…is the core idea behind our classroom lesson plans. As teachers we were dissatisfied and overwhelmed by the standard lesson plans given to us by the schools we worked in.
They were full of homogenous text, tables and hard-to-read fonts. Most of the time they explained what to do but not how to do it.
It seemed like words such as goals, outcomes or target vocabulary were more important than the art of teaching.
We kept asking ourselves:
Why are these plans so boring and hard to read??
In rebellion to this outdated system we’ve decided to create our own style of lesson plans, which is, above all, teacher-friendly .
Instructions are simple step-by-steps, everything is colour-coded and all text is down to minimum.
We hope you’ll find it useful.
So here’s how to use it:
We’ll use one of our favourite TED talks as an example. The plan is called Inside The Brain of a Procrastinator and you can find it here.
See the metadata to get an idea what you can use this plan for. In this case the plan is for more advanced English speakers, it’s a long one and can be easily split into 2 lessons. The age category isn’t about sensitive content but about the suggested intellectual level of the plan. This one is about procrastination so it might not be understood by most 13-year-olds.
Language category tells you roughly what language skills will be practiced during the lesson. In this case it’s speaking and writing. It’s a given that this TED Talk plan is based on a video, sot we left listening out.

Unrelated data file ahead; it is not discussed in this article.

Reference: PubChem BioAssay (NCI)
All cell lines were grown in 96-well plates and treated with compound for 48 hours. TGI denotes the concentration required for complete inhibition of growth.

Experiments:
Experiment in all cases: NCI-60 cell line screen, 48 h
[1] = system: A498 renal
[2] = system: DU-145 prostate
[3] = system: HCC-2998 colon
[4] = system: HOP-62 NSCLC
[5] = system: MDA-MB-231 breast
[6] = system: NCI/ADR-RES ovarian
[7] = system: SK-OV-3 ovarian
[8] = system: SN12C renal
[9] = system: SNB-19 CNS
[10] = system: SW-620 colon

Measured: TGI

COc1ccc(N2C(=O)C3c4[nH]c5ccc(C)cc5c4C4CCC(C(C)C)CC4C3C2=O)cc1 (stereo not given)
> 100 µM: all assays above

Each plan is divided into sections. Their structure is usually the same, warmup in the beginning, after that an introductory exercise, next exercises for different language skills and finally homework. If there is no homework in the plan it’s because usually the last exercise can double.
Each section tells you roughly how much time it’ll take. The actual pacing is, of course, up to you.
Exercises are laid out as a clear step-by-step. Blue is used for things you may say to your students, orange is used for things you may write down for them.
Note that examples are also colour coded orange but aren’t meant to be written. We added them mostly for you to make exercises more clear.
This warmup takes up to 20 minutes because of the number of questions we added to the discussion. In reality you could skip the discussion entirely, or, if students find it especially engaging, dedicate more time to it.
4: Optional Exercises
There are plenty of group exercises/projects throughout our plans. That’s because we strongly believe that students learn best via cooperation.
An optional exercise usually significantly extends the lesson time without furthering the lesson’s objectives, nevertheless it could be really fun for students to do, so we left it as an option. Our plans are full of these .
Our plans include plenty of links to pictures, videos, online games or other websites. Sometimes these links won’t work due to content being removed from the web. If you find such a link please let us know and we’ll do our best to update it.
For some videos, especially TED Talks, we included multiple links in case one of them is disabled.
And that's how you do it 😉
If you think we’ve missed anything in this guide, please contact us and we’ll happily update it.
Our classroom lesson plans are divided into 5 sections (all names are links):
We invite you to also check out our full online ESL lesson plans library here.
There’s also plenty of helpful articles on our page which could give you some unique ideas for games and exercises. Check out our blog here.